Patrick, a Democrat, campaigned on a platform of “Hope and Change”, promising middle class tax cuts and increased prosperity to Massachusetts residents. Patrick, gained the seat with the help of political advisor, David Axelrod, who also engineered the career of Barack Obama. Patrick has come under intense scrutiny lately for his proposal to raise the Massachusetts State gas tax to .19 per gallon, in order to bail out the corrupt and bloated Massachusetts Turnpike Authority.
How likely is it that Patrick will be re-elected? Respondents to a Suffolk University Poll chose little known state Treasurer Tim Cahill (D), to replace Patrick, although, to date, there have been no announcements as to his candidacy.
On the lighter side - upon release of the Suffolk Poll, Jennifer Nassour, Massachusetts Republican Chair, issued the following statement:
"I congratulate Gubernatorial Front Runner Tim Cahill on his new status - certainly he needed some good news. This poll shows the people of Massachusetts are tired of the ethical lapses and waste in state government. The Massachusetts Republican Party stands shoulder to shoulder with the people of the Commonwealth in believing we need to clean up the mess on Beacon Hill by cutting spending, ending no-show jobs and lowering taxes."
The question now remains; which Republican (there are several names being bandied about, including Massachusetts State Senator Scott Brown), will run against Patrick. Christy Mihos, Cape Code Businessman and Independent, has already thrown his hat in the ring. Mihos, ran against the Patrick, and Republican Kerry Healy in 2006, earning 7% of the vote. Mihos, however, ran the most memorable ad of the entire campaign, (YouTube shown below) one which could easily be resurrected today, as the same problems Massachusetts faced in 2006, have actually worsened under the leadership of Patrick.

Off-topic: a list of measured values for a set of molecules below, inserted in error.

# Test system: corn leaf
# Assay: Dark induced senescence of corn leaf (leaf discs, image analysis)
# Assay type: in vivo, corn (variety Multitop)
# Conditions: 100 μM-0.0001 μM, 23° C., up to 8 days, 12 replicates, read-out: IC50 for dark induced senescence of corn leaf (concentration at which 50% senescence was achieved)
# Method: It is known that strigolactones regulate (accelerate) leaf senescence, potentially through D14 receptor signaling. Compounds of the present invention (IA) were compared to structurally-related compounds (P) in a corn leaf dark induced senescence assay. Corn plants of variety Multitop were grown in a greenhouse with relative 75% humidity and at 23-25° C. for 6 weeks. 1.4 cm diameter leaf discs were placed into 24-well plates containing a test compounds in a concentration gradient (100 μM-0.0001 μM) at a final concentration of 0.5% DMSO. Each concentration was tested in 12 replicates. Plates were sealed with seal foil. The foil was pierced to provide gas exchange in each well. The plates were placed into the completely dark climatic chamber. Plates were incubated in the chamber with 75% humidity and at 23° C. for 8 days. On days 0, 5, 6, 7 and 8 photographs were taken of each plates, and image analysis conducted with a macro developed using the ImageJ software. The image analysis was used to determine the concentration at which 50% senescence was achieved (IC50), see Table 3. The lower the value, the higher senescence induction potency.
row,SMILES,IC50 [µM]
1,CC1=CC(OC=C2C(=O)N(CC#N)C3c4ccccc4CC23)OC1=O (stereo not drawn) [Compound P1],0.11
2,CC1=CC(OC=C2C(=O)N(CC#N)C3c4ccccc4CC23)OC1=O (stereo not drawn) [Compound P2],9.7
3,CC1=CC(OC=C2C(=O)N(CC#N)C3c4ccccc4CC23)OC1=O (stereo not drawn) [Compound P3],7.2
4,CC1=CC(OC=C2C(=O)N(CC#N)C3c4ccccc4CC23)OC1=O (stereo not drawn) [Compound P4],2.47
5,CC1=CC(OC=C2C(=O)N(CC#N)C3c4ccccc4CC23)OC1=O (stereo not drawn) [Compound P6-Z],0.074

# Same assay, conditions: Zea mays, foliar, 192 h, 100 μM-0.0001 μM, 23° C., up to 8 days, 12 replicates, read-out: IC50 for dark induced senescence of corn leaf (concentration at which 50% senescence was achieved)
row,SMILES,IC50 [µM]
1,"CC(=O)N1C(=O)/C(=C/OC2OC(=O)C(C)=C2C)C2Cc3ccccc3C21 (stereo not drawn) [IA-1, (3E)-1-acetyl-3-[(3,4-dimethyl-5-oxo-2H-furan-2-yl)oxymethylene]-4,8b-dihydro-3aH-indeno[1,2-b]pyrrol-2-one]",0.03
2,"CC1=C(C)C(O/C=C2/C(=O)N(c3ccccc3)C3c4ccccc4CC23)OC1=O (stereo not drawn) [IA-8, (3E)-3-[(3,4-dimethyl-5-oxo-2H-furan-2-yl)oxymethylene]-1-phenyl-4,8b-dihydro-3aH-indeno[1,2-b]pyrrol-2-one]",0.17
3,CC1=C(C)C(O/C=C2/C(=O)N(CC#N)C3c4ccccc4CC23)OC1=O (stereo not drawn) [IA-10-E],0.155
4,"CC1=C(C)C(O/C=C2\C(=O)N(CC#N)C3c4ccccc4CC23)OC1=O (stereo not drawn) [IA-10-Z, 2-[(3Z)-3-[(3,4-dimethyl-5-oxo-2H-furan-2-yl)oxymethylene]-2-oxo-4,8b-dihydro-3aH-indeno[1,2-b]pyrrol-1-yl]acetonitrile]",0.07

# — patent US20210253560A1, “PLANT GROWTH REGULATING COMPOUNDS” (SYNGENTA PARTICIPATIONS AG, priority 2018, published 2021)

In the final analysis, the biggest shocker of the poll is not the Governors low approval rating, rather the fact that the majority of respondents, regardless of ethnicity or party affiliation, consider themselves to be conservative or moderate, in the state that is considered “The Blues State”. Those conservatives, who, for years, have felt like “red headed step sisters” with each and every passing election, are hoping that the National GOP will finally turn its attention to Massachusetts and, to use our current Presidents favorite euphemism, “invest”, in Massachusetts.